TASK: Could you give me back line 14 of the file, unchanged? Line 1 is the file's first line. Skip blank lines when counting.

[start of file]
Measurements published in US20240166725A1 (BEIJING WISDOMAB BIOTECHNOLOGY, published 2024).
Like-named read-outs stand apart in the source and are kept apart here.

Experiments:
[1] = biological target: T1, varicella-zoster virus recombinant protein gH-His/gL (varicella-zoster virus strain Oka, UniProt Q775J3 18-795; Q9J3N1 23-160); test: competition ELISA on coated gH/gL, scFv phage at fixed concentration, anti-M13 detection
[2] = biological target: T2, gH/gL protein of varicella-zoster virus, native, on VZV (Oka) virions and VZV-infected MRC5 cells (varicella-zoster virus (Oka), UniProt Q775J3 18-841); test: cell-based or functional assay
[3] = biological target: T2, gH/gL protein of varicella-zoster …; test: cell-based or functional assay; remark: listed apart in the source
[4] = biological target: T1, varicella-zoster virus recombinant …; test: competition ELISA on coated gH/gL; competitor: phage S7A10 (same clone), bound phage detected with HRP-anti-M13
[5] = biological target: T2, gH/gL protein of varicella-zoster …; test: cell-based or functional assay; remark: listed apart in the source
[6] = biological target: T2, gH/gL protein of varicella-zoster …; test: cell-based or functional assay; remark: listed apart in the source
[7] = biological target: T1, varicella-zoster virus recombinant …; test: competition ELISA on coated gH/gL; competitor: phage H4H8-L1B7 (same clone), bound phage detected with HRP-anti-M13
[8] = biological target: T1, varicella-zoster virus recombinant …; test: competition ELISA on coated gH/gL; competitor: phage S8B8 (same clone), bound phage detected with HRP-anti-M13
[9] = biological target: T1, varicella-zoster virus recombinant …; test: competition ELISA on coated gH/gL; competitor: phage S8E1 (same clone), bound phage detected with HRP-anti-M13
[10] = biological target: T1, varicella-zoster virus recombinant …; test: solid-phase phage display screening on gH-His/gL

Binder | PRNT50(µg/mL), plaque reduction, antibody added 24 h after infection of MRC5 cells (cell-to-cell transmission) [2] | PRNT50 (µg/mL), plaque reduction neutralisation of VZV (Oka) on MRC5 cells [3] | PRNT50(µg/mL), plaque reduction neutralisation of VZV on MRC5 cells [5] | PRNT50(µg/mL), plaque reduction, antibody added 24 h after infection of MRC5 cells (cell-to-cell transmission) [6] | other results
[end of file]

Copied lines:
Binder | PRNT50(µg/mL), plaque reduction, antibody added 24 h after infection of MRC5 cells (cell-to-cell transmission) [2] | PRNT50 (µg/mL), plaque reduction neutralisation of VZV (Oka) on MRC5 cells [3] | PRNT50(µg/mL), plaque reduction neutralisation of VZV on MRC5 cells [5] | PRNT50(µg/mL), plaque reduction, antibody added 24 h after infection of MRC5 cells (cell-to-cell transmission) [6] | other results